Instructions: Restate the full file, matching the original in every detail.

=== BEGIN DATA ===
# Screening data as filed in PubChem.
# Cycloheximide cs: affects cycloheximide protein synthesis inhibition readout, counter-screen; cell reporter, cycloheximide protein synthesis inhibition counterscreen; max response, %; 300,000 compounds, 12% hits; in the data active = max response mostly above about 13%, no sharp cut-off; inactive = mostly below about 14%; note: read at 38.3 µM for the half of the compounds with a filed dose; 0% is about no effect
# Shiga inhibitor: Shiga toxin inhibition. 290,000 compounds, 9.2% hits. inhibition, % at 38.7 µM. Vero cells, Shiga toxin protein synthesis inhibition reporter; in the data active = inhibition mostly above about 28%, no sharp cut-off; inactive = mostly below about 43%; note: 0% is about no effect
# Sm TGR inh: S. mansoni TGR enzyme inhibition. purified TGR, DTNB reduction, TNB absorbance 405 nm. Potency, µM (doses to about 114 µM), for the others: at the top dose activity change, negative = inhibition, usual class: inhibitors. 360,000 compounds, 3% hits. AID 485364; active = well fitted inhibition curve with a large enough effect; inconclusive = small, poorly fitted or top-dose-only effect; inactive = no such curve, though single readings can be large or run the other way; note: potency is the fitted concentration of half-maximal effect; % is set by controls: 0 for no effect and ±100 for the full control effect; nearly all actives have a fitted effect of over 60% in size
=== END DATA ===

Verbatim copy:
# Screening data as filed in PubChem.
# Cycloheximide cs: affects cycloheximide protein synthesis inhibition readout, counter-screen; cell reporter, cycloheximide protein synthesis inhibition counterscreen; max response, %; 300,000 compounds, 12% hits; in the data active = max response mostly above about 13%, no sharp cut-off; inactive = mostly below about 14%; note: read at 38.3 µM for the half of the compounds with a filed dose; 0% is about no effect
# Shiga inhibitor: Shiga toxin inhibition. 290,000 compounds, 9.2% hits. inhibition, % at 38.7 µM. Vero cells, Shiga toxin protein synthesis inhibition reporter; in the data active = inhibition mostly above about 28%, no sharp cut-off; inactive = mostly below about 43%; note: 0% is about no effect
# Sm TGR inh: S. mansoni TGR enzyme inhibition. purified TGR, DTNB reduction, TNB absorbance 405 nm. Potency, µM (doses to about 114 µM), for the others: at the top dose activity change, negative = inhibition, usual class: inhibitors. 360,000 compounds, 3% hits. AID 485364; active = well fitted inhibition curve with a large enough effect; inconclusive = small, poorly fitted or top-dose-only effect; inactive = no such curve, though single readings can be large or run the other way; note: potency is the fitted concentration of half-maximal effect; % is set by controls: 0 for no effect and ±100 for the full control effect; nearly all actives have a fitted effect of over 60% in size